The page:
These will come into force when the implementation period is over.

Providing new opportunities for businesses across the United Kingdom and seizing one of Brexit’s greatest opportunities.

International agreements

And during this period, we have agreed those international agreements which arise from our European Union membership continue to apply as now.

This provides further certainty for businesses, who can be confident there will be no disruption to their existing trade relationship as we leave the European Union


To ensure our agreement is faithfully and fully implemented we are establishing a Joint Committee made up of representatives from the United Kingdom and the European Union.

This committee will provide a way to resolve concerns as they arise.

And will be underpinned by a clear commitment from both sides to act in good faith.

One of the key objectives I set out in my Teesport speech was that the United Kingdom would be able to make its voice heard during this period and ensure our interests are protected.

This delivers on that objective.


We’ve also agreed specific safeguards when it comes to annual fishing negotiations.

These arrangements will only apply for the negotiations in 2019, since we will still be a Member State for those that take place at the end of this year.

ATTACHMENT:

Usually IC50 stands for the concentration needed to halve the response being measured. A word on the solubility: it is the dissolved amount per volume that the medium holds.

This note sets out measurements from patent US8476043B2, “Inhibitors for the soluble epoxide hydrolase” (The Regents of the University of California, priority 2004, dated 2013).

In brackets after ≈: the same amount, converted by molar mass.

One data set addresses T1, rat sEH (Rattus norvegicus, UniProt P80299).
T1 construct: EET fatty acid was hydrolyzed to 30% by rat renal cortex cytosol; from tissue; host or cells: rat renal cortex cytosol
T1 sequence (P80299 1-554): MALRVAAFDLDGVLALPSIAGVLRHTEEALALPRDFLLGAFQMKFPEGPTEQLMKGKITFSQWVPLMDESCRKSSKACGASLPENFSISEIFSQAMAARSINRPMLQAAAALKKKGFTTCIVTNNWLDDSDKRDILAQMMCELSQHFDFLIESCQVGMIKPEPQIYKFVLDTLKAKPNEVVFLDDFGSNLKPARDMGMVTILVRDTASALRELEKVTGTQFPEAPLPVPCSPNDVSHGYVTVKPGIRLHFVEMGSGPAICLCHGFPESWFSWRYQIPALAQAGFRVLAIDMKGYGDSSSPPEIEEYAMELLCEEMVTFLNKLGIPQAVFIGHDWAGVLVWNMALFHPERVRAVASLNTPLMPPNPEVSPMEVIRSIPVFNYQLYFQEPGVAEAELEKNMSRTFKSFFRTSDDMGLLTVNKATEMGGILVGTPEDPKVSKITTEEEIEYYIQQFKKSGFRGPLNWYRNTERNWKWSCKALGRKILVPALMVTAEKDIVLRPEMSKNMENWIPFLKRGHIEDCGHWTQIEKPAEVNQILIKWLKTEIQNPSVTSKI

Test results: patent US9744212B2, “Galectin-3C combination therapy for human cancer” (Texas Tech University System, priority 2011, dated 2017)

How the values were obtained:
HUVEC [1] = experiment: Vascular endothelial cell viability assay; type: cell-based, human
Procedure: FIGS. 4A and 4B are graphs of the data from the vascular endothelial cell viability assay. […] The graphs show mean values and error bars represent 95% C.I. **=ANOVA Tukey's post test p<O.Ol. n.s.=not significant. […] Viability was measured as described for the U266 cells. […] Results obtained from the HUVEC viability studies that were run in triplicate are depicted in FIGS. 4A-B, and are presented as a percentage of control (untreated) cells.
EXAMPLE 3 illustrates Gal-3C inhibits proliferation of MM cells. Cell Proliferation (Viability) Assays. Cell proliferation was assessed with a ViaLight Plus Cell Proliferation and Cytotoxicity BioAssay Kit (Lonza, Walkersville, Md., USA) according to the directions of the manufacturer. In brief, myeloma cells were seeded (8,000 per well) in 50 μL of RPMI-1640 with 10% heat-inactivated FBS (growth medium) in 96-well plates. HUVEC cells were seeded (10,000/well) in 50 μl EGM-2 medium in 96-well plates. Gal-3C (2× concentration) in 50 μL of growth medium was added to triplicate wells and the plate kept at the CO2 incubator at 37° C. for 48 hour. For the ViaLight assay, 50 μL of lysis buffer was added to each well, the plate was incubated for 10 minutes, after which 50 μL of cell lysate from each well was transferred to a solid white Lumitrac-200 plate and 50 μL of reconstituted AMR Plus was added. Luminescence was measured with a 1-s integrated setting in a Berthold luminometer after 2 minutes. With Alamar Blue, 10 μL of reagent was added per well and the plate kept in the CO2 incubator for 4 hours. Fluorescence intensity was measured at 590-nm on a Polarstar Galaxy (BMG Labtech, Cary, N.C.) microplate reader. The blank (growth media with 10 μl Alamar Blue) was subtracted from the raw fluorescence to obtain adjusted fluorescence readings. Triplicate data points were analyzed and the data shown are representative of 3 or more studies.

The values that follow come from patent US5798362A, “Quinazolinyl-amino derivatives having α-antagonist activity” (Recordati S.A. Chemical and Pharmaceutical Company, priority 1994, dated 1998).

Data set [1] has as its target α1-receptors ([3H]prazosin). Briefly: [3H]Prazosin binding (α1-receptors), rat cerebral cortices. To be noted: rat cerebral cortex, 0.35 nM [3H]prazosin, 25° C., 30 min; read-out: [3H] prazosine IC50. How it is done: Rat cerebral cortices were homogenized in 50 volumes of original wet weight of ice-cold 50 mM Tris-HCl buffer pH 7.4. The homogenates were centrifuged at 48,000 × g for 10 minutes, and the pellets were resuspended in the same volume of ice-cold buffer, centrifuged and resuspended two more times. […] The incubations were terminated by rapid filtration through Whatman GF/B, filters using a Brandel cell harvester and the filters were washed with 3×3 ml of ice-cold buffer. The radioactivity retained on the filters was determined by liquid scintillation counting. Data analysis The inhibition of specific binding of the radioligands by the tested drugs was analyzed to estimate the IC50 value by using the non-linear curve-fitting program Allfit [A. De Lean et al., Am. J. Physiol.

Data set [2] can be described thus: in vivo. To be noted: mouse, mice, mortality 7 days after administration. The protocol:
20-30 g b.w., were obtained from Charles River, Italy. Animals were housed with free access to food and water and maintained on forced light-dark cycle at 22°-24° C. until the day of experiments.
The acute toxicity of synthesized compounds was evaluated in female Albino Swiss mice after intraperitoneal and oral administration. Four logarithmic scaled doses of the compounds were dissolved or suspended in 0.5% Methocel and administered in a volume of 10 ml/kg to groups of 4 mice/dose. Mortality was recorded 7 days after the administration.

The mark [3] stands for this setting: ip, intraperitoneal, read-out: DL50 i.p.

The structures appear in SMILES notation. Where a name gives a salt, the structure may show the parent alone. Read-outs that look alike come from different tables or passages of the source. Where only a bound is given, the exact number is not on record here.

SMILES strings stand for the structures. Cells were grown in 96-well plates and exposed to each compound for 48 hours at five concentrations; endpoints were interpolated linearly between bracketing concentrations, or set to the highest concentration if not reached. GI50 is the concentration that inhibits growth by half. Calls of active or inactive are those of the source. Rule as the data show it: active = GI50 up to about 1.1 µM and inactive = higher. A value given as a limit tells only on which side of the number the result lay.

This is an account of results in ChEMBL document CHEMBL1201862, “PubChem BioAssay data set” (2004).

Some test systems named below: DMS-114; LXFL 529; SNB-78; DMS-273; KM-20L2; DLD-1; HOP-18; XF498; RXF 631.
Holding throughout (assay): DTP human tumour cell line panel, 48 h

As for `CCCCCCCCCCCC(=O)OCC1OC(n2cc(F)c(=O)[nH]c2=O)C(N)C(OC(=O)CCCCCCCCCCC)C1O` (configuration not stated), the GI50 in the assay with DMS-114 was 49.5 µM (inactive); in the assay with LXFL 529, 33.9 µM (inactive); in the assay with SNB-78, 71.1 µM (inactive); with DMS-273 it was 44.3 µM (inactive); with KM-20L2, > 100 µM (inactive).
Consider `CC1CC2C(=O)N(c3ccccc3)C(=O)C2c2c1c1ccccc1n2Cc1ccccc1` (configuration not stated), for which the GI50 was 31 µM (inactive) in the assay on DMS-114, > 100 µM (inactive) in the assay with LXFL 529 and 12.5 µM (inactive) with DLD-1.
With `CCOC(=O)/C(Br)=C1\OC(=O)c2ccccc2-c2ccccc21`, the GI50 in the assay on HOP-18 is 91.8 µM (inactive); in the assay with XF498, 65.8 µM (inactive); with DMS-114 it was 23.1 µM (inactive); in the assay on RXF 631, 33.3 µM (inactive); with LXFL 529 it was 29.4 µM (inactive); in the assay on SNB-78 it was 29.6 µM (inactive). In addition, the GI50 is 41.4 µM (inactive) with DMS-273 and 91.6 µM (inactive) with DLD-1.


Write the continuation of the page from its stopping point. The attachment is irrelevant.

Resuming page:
Through 2020 we will be negotiating fishing opportunities as an independent coastal state, deciding who can access our waters and on what terms.

For the year where it is relevant, we have agreed the European Union will have to consult us ahead of the negotiations.

And the United Kingdom’s share of the total catch cannot be changed, protecting the interests of the United Kingdom fishing community.

Foreign policy and defence collaboration

The final way in which the implementation period serves as a platform for the future is in foreign and defence policy.

As recent events demonstrate, close cooperation with our allies is central to standing up for a rules-based international order.

So when it comes to foreign policy and defence collaboration, we have set out a plan for an ambitious partnership.

One that goes beyond the relationship the European Union has with any other third country.

And I know this desire is shared by our European Union partners.